Financial Regulation Is Strengthened By Diversity

Woman executive red briefcase, pink notebook + accessories The current financial chaos is producing a lot of debate about regulation. On one hand we’re told that very tight scrutiny, emboldened by severe legislation, is a must; whilst others say more ‘good, moral people’ from the City are the answer. Both positions have merit. But urgent action to widen the pool from which Board Directors is drawn is one essential and immediate option, insisting that many more women become directors of the most influential companies.
Few would deny that, as Andrew Phillips said recently in The Guardian, a ‘welter of regulation’ cannot in and of itself avoid further catastrophe for the Threadneedle Street and City of London and Wall Street.
Of course ‘good, moral’ people are a pre-requisite of effective reformation of the financial system; and of course this must include people of ‘all talents’.
Diversity improves scrutiny
What Lord Phillips might also propose, however, is that none of this is likely to deliver unless the talents involved are those of a truly diverse lot, in background, ethnicity, gender and otherwise.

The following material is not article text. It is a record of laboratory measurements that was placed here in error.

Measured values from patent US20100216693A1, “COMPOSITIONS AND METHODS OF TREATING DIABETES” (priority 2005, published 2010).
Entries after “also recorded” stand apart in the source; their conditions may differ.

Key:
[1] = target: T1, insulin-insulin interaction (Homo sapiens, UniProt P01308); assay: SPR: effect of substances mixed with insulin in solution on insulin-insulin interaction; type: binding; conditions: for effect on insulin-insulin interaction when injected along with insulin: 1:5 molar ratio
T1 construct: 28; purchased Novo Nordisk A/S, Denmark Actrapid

The best way to secure proper scrutiny is to ensure, however well meaning they might be, that decision-making groups are not also a collection of people with much, beyond the necessary skills and expertise, in common.
Diversity improves business performance too
We already know that diversity at the top makes for successful business. Group members of different sorts, from a variety of backgrounds, aren’t an optional extra when it comes to effective group working. They’re essential.
And the UK workplace equality legislation to deliver this – applicable as much in the boardroom as on the shopfloor – is already in place.

Read more about Business & Enterprise and about Gender & Women.

Posted on October 22, 2008, in Equality, Diversity And Inclusion, Politics, Policies And Process. Bookmark the permalink. Leave a comment.

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